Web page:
Table Speech


My Study Life in Japan

October 7, 2020

Ms. Wang Xinshuang
Graduate School of Tokyo Medical and
Dental University Doctoral Course Yoneyama Scholar


 I was born in Dalian City, China, and graduated from Dalian Medical University in June 2016. I have long wanted to become a researcher and decided to pursue my academic career abroad after completing my undergraduate studies. When I was a sophomore, I chose Japan as my study abroad destination for two reasons. First, I was fascinated by the Japanese language and culture. I’m a big fan of Japanese anime and found the Japanese language exotic and attractive as I enjoyed listening to voice actors and actresses. I started to study Japanese in China from a teacher who had lived in Japan for many years. I was advised to read novels by one of the founders of modern Japanese literature, Sōseki Natsume, which inspired me to live and experience the essence of Japanese culture. The second reason was because Japan has the world’s leading medical care system as well as basic medical sciences. I could not think of any other country where I could acquire knowledge and skills required to become a researcher.

 I came to Japan in October 2016 as a research student and was enrolled in the doctoral course at the Graduate School of Medical and Dental Sciences of the Tokyo Medical and Dental University in April 2017. I feel so blessed to receive generous support and guidance from my supervisor and faculty members who put me ahead of themselves and make sure my research goes smoothly.

 To my great joy, I was chosen as Rotary Yoneyama Scholar for this Rotary Year, with Mr. Yui as my host counselor. Thanks to the scholarship, I am able to dedicate my time for research without financial concerns and I could co-publish my research results in a science journal FEBS Letters. I am now a fourth-year doctoral student of a pharmacology and neurobiology lab and focus on microglia cell which is an immune system of the brain. I conduct research on whether blockade of microglial voltage-gated calcium channel Cav1.2 exacerbates several neurological and psychiatric disorders such as Alzheimer or Parkinson’s disease. As we know, Alzheimer’s disease is a devastating neurological condition characterized by increasing memory loss, inability to perform daily tasks and eventually dementia. Unfortunately, this fatal condition currently has no cure. Activated microglia perform both detrimental and beneficial actions in neural disorders. Pro-inflammatory M1 microglia promote secondary brain damage while anti-inflammatory M2 microglia promote repair and regeneration of the brain tissue. Microglia also has high capacity for phagocytic removal of apoptotic cells and debris, which is believed to be beneficial as clearance of tissue debris is critical in reconstructing and reorganizing neuronal network after a brain injury. Our research lab generated microglia-specific Cav1.2 knockdown mice to study how it could impact microglia activation into M1 and M2 as well as its phagocytic removal capacity. We hope to apply our research findings to examine the symptoms of Alzheimer’s disease patients. Not being a practicing doctor, I am not in direct contact with patients. Yet as a medical researcher, I want to save lives and improve the health of patients by promoting research into pathology and develop new treatments and therapies for intractable neurological diseases.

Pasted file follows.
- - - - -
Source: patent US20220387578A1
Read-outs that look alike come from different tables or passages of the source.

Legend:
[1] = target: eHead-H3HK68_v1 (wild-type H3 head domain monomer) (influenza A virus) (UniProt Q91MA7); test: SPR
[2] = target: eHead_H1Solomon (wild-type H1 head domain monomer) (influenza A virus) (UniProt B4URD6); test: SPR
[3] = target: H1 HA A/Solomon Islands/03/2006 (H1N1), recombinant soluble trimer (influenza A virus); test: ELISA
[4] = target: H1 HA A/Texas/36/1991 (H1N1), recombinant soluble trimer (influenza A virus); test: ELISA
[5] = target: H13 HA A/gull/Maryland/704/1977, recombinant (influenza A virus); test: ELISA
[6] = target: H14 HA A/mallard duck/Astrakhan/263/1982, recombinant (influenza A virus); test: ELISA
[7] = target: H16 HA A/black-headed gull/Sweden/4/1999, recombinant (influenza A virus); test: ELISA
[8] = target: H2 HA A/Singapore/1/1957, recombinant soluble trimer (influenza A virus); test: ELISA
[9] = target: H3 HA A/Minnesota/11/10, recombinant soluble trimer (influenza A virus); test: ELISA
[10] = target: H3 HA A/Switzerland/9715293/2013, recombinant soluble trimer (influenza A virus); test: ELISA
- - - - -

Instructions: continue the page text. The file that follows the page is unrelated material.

I have another dream which is to be involved in education and share my knowledge and expertise on neurosurgery to those who are interested in becoming researchers. To this end, I want to broaden my perspective and be fully versed in different topics and issues. There is a saying in China “Learning is like paddling upstream.” You will flow backward unless you keep pushing forward. I must continue to make tireless efforts and try to stay on top of things. I believe diligence is not a goal in itself but rather a pro-active mindset to explore and embrace new opportunities.

 As a Rotary Yoneyama Scholar, I am now blessed with many new encounters that will surely expand my horizons and help redefine my life’s purpose. I could meet and talk with Rotarians who are leading figures from all walks of life, thanks to Tokyo RC Regular Meetings that resumed this July after being suspended due to the spread of novel coronavirus infection (COVID-19). I was also excited to meet and interact with other Yoneyama Scholars from different countries including Laos and Myanmar, thanks to Director of Yoneyama Tokyo Alumni Mr. Liang who went out of his way to organize a gathering in this difficult time.

 I recall the speech made by former Yoneyama Scholar Ms. An at the first orientation. She told us “what Yoneyama Scholarship offers us is not only financial support. It will open doors to so many other amazing opportunities that go beyond our expectations.” Now I can see what she really meant.

 I am relieved to say I passed the doctoral examination this September and will get the degree next March. I hope to get a position as a researcher in Japan and work tirelessly to promote happiness and wellbeing of people in this country.